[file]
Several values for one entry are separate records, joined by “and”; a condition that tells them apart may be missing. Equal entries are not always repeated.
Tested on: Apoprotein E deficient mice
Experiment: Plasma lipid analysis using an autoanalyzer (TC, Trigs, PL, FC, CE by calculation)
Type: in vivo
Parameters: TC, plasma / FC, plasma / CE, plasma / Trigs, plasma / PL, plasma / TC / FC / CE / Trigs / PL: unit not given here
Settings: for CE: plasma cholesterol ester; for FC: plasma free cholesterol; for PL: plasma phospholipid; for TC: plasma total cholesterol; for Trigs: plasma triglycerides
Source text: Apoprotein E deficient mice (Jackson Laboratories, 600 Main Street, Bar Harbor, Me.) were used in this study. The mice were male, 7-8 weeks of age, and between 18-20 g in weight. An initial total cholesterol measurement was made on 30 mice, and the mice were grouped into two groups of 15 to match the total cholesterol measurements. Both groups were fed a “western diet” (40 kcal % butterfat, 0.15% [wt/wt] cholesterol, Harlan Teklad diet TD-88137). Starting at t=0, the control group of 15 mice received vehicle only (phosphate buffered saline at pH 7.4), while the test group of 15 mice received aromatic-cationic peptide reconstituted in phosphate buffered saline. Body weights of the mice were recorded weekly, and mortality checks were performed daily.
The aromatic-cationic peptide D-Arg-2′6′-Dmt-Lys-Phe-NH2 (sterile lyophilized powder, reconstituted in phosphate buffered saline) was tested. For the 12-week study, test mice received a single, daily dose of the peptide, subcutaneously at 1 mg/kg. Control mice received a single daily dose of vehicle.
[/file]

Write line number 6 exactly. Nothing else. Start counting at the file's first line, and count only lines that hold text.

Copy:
Settings: for CE: plasma cholesterol ester; for FC: plasma free cholesterol; for PL: plasma phospholipid; for TC: plasma total cholesterol; for Trigs: plasma triglycerides